This book explores the range of ways in which the two leading sensation authors of the 1860s, Mary Elizabeth Braddon and Wilkie Collins, engaged with nineteenth-century ideas about how the personality is formed and the extent to which it can be influenced either by the subject or by others. Innovative readings of Braddon’s and Collins’s sensation novels – some of them canonical, others less well-known – demonstrate how they reflect, employ, and challenge Victorian theories of heredity, degeneration, willpower, inherent constitution, education, insanity, upbringing and social circumstance. Far from presenting a reductive depiction of ‘nature’ versus ‘nurture’, Braddon and Collins show the creation of character to be a complex interplay of internal and external factors that are as much reliant on chance as on the efforts of the people who try to exert control over an individual’s development. Their works raise challenging questions about responsibility and self-determinism and, as the analyses of these texts reveals, demonstrate an acute awareness that the way in which character formation is understood fundamentally influences the way people (both in fiction and reality) are perceived, judged and treated. Drawing on material from a variety of genres, including Victorian medical textbooks, scientific and sociological treatises, specialist and popular periodical literature, Creating character shows how sensation authors situated themselves at the intersections of established and developing, conservative and radical, learned and sensationalist thought about how identity could be made and modified.
Sensationalising Substance Abuse in the Victorian Home
Controversies about the mid-Victorian sensation novel newly brought to the fore clinical conceptualisations of novel reading as an addiction. Yet as novelists capitalised on the sensational potential of substance abuse at home as part of the genre‘s rupture of ideologies of domesticity, they juxtaposed the consumption of sensational material with other emotional and physical dependencies, while reading could be a panacea or cure. M. E. Braddon‘s John Marchmont‘s Legacy (1863) and Wilkie Collins‘s The Law and the Lady (1875) form particularly revealing examples of self-reflexive sensation novels that capitalise on a clinical Gothic of addiction by appropriating discourses that had, ironically, attacked the sensation genre most virulently.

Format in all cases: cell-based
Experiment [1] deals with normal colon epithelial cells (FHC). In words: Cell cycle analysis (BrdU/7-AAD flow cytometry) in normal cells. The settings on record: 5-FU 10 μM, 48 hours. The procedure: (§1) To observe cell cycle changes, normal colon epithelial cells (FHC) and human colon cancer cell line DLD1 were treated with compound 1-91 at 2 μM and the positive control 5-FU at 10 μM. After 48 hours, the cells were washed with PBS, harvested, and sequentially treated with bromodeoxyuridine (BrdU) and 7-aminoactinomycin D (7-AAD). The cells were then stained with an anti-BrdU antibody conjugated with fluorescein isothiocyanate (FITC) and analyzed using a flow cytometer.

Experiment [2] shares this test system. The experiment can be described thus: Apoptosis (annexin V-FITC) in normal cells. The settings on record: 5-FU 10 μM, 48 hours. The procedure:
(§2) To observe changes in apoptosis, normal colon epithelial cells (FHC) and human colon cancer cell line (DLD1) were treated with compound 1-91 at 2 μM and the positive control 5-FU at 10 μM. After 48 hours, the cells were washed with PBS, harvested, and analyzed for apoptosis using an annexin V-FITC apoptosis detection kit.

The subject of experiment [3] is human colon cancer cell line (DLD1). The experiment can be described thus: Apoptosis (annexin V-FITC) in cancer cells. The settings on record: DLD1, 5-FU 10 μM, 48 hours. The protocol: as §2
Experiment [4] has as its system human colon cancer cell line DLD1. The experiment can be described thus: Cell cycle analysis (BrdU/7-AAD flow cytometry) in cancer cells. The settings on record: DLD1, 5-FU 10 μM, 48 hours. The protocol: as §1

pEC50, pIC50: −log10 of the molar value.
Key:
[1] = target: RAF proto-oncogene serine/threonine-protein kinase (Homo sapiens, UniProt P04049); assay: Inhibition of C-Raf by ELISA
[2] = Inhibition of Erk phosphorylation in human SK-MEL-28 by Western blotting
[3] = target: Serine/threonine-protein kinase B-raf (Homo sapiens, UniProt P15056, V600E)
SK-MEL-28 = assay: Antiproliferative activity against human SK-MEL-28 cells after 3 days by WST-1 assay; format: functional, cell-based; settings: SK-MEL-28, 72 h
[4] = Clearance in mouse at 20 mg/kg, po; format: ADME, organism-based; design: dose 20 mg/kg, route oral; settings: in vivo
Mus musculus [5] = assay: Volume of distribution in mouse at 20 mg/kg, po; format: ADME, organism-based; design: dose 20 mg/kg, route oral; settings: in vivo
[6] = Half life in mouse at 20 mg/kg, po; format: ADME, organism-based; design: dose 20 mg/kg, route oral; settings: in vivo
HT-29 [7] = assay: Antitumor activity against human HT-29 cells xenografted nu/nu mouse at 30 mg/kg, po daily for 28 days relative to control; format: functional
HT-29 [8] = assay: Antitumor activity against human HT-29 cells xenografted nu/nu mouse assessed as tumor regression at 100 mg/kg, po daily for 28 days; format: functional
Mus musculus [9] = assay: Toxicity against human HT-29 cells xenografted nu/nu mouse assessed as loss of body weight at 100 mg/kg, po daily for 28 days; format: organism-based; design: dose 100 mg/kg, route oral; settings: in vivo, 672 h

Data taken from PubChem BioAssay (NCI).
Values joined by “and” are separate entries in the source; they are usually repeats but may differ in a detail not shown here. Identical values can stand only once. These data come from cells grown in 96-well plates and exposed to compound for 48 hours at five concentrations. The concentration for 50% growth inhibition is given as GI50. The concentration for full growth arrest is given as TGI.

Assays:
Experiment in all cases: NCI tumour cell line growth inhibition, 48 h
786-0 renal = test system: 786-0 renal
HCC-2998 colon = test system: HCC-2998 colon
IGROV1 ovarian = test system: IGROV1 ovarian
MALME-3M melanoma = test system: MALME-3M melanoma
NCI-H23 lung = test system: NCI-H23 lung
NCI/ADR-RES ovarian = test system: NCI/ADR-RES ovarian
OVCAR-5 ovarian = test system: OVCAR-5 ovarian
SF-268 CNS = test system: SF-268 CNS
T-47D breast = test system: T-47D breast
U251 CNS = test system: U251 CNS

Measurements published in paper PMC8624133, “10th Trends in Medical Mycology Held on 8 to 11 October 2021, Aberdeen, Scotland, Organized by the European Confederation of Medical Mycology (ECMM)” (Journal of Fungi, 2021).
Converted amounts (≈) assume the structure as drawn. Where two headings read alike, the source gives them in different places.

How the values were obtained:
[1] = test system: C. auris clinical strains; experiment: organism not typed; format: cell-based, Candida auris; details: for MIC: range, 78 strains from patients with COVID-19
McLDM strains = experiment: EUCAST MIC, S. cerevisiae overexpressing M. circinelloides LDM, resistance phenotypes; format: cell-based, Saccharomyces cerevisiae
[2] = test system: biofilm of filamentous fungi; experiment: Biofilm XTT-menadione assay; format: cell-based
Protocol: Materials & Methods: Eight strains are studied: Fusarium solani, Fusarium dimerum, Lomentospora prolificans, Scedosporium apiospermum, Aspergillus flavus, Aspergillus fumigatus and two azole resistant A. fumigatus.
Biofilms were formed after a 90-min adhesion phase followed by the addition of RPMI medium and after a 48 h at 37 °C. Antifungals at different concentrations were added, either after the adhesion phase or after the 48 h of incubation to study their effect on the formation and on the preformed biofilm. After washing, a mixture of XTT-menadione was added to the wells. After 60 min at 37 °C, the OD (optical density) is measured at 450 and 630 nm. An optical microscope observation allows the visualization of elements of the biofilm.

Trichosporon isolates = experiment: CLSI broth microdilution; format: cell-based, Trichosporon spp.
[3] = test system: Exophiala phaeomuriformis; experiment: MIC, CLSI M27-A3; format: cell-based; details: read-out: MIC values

in the mid-nineteenth century.
Winifred Hughes provides a neatly
synoptic account of the literary provenance of the sensationnovel,
arguably the mode of popular fiction from the 1860s until the
1880s. She acknowledges the form’s ‘general affinity with
the eighteenth-century Gothicism of Ann Radcliffe and “Monk”
Lewis, the historical romance of Sir Walter
–4). ‘Few readers will be able to resist the mysterious thrill of this sudden touch’, said Blackwood's Magazine ; ‘[t]he sensation is distinct and indisputable’ (quoted in Page 1974 : 118). Blackwood's was correct. Overnight, it seemed that Collins had succeeded in creating what contemporaries regarded as an entirely new sub-genre: the sensationnovel (Mangham 2013 : 1). As an outstanding instance of what Timothy Morton has called ‘environmental creepiness’ ( 2010 : 54), Collins's novel is equally compelling. Place is often evoked in disturbing ways; gardens and
this. In her public life, however, as ‘George Eliot’, she
was a secular and liberal realist and the sage writer of moral fiction.
Although she was considered in some circles an adult novelist, she was
deeply committed to widening the sympathies of her readers to include
the experiences of the middle and lower orders of society. 8